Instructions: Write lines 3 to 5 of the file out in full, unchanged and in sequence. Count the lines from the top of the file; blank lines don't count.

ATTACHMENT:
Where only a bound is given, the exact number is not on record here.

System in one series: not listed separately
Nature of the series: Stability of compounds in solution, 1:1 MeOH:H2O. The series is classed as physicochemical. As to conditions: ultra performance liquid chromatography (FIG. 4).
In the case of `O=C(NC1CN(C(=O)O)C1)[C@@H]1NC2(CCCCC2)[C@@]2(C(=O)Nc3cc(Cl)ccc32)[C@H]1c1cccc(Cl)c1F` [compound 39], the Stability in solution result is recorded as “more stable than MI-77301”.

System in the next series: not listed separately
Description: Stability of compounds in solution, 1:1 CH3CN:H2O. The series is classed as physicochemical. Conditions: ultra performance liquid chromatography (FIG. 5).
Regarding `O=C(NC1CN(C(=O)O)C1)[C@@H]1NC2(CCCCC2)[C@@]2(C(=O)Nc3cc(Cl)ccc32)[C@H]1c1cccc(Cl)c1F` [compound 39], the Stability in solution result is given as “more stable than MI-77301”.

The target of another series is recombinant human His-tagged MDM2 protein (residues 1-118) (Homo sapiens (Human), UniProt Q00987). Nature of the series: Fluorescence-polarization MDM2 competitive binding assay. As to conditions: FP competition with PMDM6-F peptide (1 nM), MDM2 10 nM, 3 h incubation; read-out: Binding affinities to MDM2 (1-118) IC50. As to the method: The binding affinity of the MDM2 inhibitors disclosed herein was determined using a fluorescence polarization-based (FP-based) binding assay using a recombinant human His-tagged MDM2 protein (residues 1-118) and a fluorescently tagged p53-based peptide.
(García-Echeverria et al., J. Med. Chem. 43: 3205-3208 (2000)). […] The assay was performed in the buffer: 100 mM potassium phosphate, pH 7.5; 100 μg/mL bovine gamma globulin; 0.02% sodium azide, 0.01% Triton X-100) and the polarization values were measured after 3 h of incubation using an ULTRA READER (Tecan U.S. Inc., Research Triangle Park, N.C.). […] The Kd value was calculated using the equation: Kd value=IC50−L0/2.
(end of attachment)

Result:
Nature of the series: Stability of compounds in solution, 1:1 MeOH:H2O. The series is classed as physicochemical. As to conditions: ultra performance liquid chromatography (FIG. 4).
In the case of `O=C(NC1CN(C(=O)O)C1)[C@@H]1NC2(CCCCC2)[C@@]2(C(=O)Nc3cc(Cl)ccc32)[C@H]1c1cccc(Cl)c1F` [compound 39], the Stability in solution result is recorded as “more stable than MI-77301”.

System in the next series: not listed separately